The round-up of the stories that a budding Student Lawyer should be aware of this week. Sign up here to get these updates in your inbox every week.
Article by Gina Asadi (recent BPP LLM Legal Practice (Solicitors) graduate)
The property market in the UK has been on the decline since the 2016 Brexit vote. Late 2019 saw the property market recover as the uncertainty surrounding Brexit began to ease. The Bank of England reported that mortgage approvals for properties had increased in early 2020. However, the property market was not the only thing on the rise; the coronavirus had been rapidly spreading across the world, paralysing economies. The coronavirus eventually hit the UK and the country was forced to go into lockdown on the 23rd March, causing the economy to decline.
In an effort to control the spread of Covid-19, the government has limited all non-essential movements. These measures have meant that estate agents, buyers and surveyors are unable to visit properties to complete a purchase. The UK’s current lockdown has meant that there is no ‘functioning market’ for properties. Further, the current strain on the economy as a whole has left the public wary of investing large sums in properties. The government has also advised sellers and buyers to delay any moving dates, which has led to about 373,000 property sales worth £82 billion being on hold. This hit on the UK property market has never been experienced before; the decline in the market is steeper than the position during the financial crisis.
However, analysts are not predicting a strong collapse in house prices. Property experts such as Frank Knight, Savills, Zoopla, etc. have all estimated a decline in property prices of a range of 5 per cent and 10 per cent, depending on the UK economy’s position post Covid-19. Further, specialists have predicted that house prices will begin to slightly improve in 2020 before gradually making a recovery in 2021 and 2022.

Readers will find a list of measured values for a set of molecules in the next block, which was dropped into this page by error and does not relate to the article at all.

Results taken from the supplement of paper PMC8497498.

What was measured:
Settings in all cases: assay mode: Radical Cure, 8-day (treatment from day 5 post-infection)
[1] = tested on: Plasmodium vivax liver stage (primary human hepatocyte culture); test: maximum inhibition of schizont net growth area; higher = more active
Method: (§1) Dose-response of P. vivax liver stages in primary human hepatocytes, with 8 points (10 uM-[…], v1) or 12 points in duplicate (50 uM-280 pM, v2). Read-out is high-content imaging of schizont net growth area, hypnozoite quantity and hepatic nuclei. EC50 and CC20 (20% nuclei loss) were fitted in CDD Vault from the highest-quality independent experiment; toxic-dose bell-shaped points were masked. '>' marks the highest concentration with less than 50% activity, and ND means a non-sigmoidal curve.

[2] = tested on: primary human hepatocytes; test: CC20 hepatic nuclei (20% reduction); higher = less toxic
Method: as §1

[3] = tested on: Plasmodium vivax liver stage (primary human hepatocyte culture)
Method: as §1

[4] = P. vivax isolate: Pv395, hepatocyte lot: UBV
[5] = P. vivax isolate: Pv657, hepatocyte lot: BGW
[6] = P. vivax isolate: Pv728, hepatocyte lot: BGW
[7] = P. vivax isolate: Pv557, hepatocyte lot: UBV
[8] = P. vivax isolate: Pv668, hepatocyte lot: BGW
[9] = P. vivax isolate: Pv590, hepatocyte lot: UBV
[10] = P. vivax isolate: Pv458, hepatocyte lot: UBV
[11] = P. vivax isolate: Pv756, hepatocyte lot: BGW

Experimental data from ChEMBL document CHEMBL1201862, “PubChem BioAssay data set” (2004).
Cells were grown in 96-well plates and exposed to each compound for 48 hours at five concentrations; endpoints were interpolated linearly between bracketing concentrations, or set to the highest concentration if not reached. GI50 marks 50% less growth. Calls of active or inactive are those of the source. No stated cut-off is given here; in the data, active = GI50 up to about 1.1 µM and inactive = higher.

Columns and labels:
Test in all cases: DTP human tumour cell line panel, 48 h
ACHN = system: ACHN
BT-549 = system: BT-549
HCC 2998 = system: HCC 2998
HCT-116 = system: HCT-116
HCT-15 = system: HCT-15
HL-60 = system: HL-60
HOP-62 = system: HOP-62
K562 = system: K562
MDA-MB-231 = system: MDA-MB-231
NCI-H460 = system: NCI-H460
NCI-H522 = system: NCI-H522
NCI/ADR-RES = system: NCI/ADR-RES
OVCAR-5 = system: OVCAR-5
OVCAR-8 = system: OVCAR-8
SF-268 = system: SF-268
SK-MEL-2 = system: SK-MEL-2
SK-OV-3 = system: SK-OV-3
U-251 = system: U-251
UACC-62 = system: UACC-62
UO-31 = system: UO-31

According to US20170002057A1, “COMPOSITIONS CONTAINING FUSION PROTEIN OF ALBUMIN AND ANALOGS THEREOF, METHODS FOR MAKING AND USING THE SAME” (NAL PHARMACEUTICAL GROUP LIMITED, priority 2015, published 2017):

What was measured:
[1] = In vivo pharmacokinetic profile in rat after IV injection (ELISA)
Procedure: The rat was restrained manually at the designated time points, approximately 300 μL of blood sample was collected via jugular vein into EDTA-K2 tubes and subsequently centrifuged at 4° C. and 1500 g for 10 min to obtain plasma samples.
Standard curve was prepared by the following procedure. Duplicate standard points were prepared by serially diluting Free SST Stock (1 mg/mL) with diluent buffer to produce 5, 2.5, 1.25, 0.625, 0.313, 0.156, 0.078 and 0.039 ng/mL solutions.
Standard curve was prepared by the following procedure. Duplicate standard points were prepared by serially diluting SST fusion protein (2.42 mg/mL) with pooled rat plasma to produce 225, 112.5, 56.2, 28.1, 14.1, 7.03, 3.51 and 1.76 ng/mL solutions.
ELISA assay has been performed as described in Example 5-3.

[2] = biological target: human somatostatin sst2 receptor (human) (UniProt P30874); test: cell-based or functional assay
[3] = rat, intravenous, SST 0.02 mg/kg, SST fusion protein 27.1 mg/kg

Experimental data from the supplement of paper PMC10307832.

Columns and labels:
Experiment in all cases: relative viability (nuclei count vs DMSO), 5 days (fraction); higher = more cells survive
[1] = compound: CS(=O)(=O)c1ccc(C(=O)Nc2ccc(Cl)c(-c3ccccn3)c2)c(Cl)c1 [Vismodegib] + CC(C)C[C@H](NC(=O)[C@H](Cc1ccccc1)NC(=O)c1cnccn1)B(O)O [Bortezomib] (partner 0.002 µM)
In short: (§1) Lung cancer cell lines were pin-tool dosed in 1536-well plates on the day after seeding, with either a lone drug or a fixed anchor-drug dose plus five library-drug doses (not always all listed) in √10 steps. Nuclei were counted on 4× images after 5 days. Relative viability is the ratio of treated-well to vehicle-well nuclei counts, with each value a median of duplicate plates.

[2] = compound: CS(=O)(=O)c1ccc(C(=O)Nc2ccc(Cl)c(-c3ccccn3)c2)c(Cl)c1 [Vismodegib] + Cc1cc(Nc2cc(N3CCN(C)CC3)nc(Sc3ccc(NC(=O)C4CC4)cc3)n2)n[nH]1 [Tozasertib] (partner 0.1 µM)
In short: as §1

The current situation has left sellers, buyers, surveyors and property lawyers in need of governmental guidance. However, the guidance given has left many with unanswered questions on how to best structure a property transaction. Sellers, buyers, surveyors and lenders will be turning to property solicitors to advise on the limited circumstances in which a transaction can be completed, as well as, the practical and financial aspects of the deal.
Article by Jamie Howarth (LLB Law student at ULaw)
Billionaire investor Warren Buffett’s company, Berkshire Hathaway, has sold all its shares in the four largest US airlines: Delta, American, Southwest, and United. During the virtual annual shareholders’ meeting, Buffett said, ‘we will not fund a company […] where we think it is going to chew up money in the future.’ This statement reflects the poor state of US stock markets, which show ‘nothing attractive’, even after the recent plunge. By comparison, Berkshire Hathaway invested a significant amount in Goldman Sachs, General Electric, and Bank of America during the 2008 financial crisis.
Berkshire Hathaway only made the decision to invest in airlines in 2016, but, following reports of more than a $50bn net first quarter loss, the conglomerate made the decision to sell off all their shares in the aviation sector, totalling over $6bn. This amount consisted of 11% of Delta, 10% of American, 10% of Southwest, and 9% of United. The latter three declined to comment on these transactions, but Delta said in a statement that it was aware of the sale and remains ‘confident that the strengths that are core to Delta’s business […] will endure and position Delta to succeed.